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A Bankruptcy Court Order Permitting Creditors to Pursue Legal Malpractice Claims in State Court in the Name of a Debtor’s was an Impermissible Assignment and Violates Public Policy

Joe Garin and Jessica Green 2016By Joseph P. Garin, Esq. and Jessica A. Green, Esq., of Lipson, Neilson, Cole, Seltzer & Garin, P.C., Las Vegas, Nevada; as published in the March 2017 issue of the eAdvisory published by the American Bar Association’s Standing Committee on Lawyers’ Professional Liability

In Tower Homes, LLC v. William H. Heaton, the Nevada Supreme Court concluded a bankruptcy court order permitting a group of creditors to pursue a legal malpractice claim in the debtor’s name constituted an impermissible assignment of the claim which, as a matter of public policy, is prohibited under Nevada law.

Tower Homes, LLC (“Tower”) retained attorney William Heaton to assist with a residential common ownership project. Various individual investors (hereinafter the “Purchasers”) made earnest money deposits before the project was complete and entered into contracts with Tower to reserve condominiums. The project failed and Tower entered Chapter 11 bankruptcy protection.

The Purchasers were among the many creditors in the bankruptcy proceedings. In 2008, the bankruptcy trustee created a plan of reorganization and the bankruptcy court entered a confirmation order. Per the order, the trustee and bankruptcy estate retained all legal claims. In 2010, the bankruptcy trustee entered into a stipulation and order with the Purchasers recognizing the trustee did not have sufficient funds to pursue any legal malpractice claims related to the Purchasers’ lost earnest money deposits, and instead allowed the Purchasers to pursue the claim in Tower’s name.

Pursuant to the 2010 order, in 2012, the Purchasers filed a legal malpractice lawsuit against Heaton, naming Tower as plaintiff. Dissatisfied with the Purchasers’ standing to pursue the legal malpractice claim, the state trial court allowed the Purchasers to seek an amended order from the bankruptcy court. In 2013, the bankruptcy court entered an additional order authorizing the Purchasers to pursue any and all claims on behalf of Tower (specifically including the malpractice case against Heaton) and noted that the recovery “shall be for the benefit of the [P]urchasers.”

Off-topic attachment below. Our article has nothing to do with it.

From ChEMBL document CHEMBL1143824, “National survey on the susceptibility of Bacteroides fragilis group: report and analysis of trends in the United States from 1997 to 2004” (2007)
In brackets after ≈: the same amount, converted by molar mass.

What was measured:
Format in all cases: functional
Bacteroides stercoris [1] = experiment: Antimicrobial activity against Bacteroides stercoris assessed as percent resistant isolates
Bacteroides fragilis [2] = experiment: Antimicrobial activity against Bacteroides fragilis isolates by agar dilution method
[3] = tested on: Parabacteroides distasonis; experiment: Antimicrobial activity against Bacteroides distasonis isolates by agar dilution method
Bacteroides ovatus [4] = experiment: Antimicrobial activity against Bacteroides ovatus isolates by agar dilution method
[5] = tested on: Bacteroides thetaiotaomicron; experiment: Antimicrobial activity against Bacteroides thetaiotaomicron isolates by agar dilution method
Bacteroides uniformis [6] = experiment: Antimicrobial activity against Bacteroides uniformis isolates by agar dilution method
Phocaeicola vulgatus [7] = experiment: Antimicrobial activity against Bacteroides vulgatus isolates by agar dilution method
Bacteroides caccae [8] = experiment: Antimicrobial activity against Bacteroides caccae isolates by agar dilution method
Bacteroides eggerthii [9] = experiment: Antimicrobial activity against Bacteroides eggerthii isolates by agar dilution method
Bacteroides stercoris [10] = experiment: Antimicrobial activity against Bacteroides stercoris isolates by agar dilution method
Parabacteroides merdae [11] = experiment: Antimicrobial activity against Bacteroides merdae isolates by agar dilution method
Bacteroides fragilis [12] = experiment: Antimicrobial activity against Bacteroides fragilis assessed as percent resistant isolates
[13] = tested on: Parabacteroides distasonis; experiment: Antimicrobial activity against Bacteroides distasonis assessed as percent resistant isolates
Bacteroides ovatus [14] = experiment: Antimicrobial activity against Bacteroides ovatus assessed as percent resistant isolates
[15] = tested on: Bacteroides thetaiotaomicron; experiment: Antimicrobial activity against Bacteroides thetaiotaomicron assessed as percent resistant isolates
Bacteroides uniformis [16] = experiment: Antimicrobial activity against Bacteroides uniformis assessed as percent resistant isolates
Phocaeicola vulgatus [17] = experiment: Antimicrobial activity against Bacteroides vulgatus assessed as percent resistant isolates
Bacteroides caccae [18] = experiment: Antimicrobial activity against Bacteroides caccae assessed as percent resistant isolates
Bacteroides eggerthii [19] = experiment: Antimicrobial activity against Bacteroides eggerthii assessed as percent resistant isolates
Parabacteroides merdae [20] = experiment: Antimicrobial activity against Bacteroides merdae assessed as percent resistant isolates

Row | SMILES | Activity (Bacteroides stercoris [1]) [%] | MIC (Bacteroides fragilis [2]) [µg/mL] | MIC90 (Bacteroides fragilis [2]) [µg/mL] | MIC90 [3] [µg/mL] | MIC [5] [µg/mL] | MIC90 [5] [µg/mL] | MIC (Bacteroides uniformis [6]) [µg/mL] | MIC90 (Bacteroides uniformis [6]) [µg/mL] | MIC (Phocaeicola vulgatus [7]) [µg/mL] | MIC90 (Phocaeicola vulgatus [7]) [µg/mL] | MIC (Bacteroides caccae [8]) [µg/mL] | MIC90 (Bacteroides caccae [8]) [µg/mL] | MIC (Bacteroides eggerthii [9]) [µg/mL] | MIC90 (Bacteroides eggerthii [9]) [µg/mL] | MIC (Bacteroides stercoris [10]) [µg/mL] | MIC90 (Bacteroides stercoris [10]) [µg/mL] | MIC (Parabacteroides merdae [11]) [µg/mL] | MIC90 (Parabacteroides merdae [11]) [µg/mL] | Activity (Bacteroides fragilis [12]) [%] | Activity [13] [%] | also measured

Heaton moved for summary judgment in the district court arguing the 2013 bankruptcy stipulation and order constituted an impermissible assignment of a legal malpractice claim. The Purchasers argued federal law permits a Chapter 11 bankruptcy plan to allow named representatives of the estate to bring legal malpractice claims on behalf of the estate, with or without an assignment. The Purchasers also contended that they were assigned only the proceeds, not the entire malpractice claim. The Nevada Supreme Court previously determined that in a personal injury context, the difference between an assignment of an entire claim and an assignment of proceeds was the retention of control; reasoning that when only proceeds are assigned, the original party maintains control over the claim, but when an entire claim is assigned, a new party gains control over it. Despite these arguments, the trial court granted summary judgment in Heaton’s favor on the basis that there was an assignment of the legal malpractice claim contrary to Nevada law. The Purchasers appealed.

The Nevada Supreme Court affirmed summary judgment in favor of the attorney. In its decision, the Nevada Supreme Court reinforced the traditional notion that the assignment of legal malpractice claims is generally prohibited and “[a]s a matter of public policy, [Nevada] cannot permit enforcement of a legal malpractice action which has been transferred by assignment…but which was never pursued by the original client” as “[t]he decision to bring a malpractice action against an attorney is one peculiarly vested in the client.” The Nevada Supreme Court agreed that while a bankruptcy plan may allow an estate representative to pursue the estate’s claim without an assignment so long as the representative is prosecuting the claim “on behalf of the estate,” “[i]f a party seeks to prosecute the action on its own behalf, it must do as an assignee, not a special representative.” The Court reasoned that because the bankruptcy court’s order transferred control and proceeds of the legal malpractice claim to the Purchasers, the Purchasers were not pursuing claim on behalf of the estate as permitted by federal law, but rather pursuing it for their own benefit.

Practice Note: This decision runs contrary to recent decisions in other jurisdictions that seem to relax the standard privity requirements in legal malpractice claims and permit assignments of legal malpractice claims to non-clients in a business context.

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